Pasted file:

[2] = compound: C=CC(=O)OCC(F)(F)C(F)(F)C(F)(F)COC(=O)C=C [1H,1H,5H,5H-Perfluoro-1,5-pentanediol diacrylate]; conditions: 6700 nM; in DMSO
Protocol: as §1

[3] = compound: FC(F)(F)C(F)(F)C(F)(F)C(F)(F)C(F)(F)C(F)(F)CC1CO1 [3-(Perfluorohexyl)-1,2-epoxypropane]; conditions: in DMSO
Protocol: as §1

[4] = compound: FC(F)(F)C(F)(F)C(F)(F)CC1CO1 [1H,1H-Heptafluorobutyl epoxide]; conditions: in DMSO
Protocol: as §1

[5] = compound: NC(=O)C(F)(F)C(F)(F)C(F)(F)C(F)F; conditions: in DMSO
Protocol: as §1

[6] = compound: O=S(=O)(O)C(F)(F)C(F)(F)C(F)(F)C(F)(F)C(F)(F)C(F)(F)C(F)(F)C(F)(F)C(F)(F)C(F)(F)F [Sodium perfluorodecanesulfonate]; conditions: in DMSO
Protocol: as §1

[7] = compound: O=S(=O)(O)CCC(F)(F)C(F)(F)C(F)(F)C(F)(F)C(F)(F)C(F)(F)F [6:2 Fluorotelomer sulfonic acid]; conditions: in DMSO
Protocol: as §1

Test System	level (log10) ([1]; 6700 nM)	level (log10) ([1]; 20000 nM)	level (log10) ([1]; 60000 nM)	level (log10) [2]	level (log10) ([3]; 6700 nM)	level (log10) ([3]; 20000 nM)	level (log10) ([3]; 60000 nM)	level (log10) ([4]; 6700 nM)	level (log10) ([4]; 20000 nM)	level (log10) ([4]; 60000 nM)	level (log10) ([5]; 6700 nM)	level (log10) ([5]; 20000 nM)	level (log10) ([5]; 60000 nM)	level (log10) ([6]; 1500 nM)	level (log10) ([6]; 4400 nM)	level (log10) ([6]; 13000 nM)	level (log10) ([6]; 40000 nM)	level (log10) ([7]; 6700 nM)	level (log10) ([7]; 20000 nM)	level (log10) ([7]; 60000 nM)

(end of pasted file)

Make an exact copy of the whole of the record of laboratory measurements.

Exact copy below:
[2] = compound: C=CC(=O)OCC(F)(F)C(F)(F)C(F)(F)COC(=O)C=C [1H,1H,5H,5H-Perfluoro-1,5-pentanediol diacrylate]; conditions: 6700 nM; in DMSO
Protocol: as §1

[3] = compound: FC(F)(F)C(F)(F)C(F)(F)C(F)(F)C(F)(F)C(F)(F)CC1CO1 [3-(Perfluorohexyl)-1,2-epoxypropane]; conditions: in DMSO
Protocol: as §1

[4] = compound: FC(F)(F)C(F)(F)C(F)(F)CC1CO1 [1H,1H-Heptafluorobutyl epoxide]; conditions: in DMSO
Protocol: as §1

[5] = compound: NC(=O)C(F)(F)C(F)(F)C(F)(F)C(F)F; conditions: in DMSO
Protocol: as §1

[6] = compound: O=S(=O)(O)C(F)(F)C(F)(F)C(F)(F)C(F)(F)C(F)(F)C(F)(F)C(F)(F)C(F)(F)C(F)(F)C(F)(F)F [Sodium perfluorodecanesulfonate]; conditions: in DMSO
Protocol: as §1

[7] = compound: O=S(=O)(O)CCC(F)(F)C(F)(F)C(F)(F)C(F)(F)C(F)(F)C(F)(F)F [6:2 Fluorotelomer sulfonic acid]; conditions: in DMSO
Protocol: as §1

Test System	level (log10) ([1]; 6700 nM)	level (log10) ([1]; 20000 nM)	level (log10) ([1]; 60000 nM)	level (log10) [2]	level (log10) ([3]; 6700 nM)	level (log10) ([3]; 20000 nM)	level (log10) ([3]; 60000 nM)	level (log10) ([4]; 6700 nM)	level (log10) ([4]; 20000 nM)	level (log10) ([4]; 60000 nM)	level (log10) ([5]; 6700 nM)	level (log10) ([5]; 20000 nM)	level (log10) ([5]; 60000 nM)	level (log10) ([6]; 1500 nM)	level (log10) ([6]; 4400 nM)	level (log10) ([6]; 13000 nM)	level (log10) ([6]; 40000 nM)	level (log10) ([7]; 6700 nM)	level (log10) ([7]; 20000 nM)	level (log10) ([7]; 60000 nM)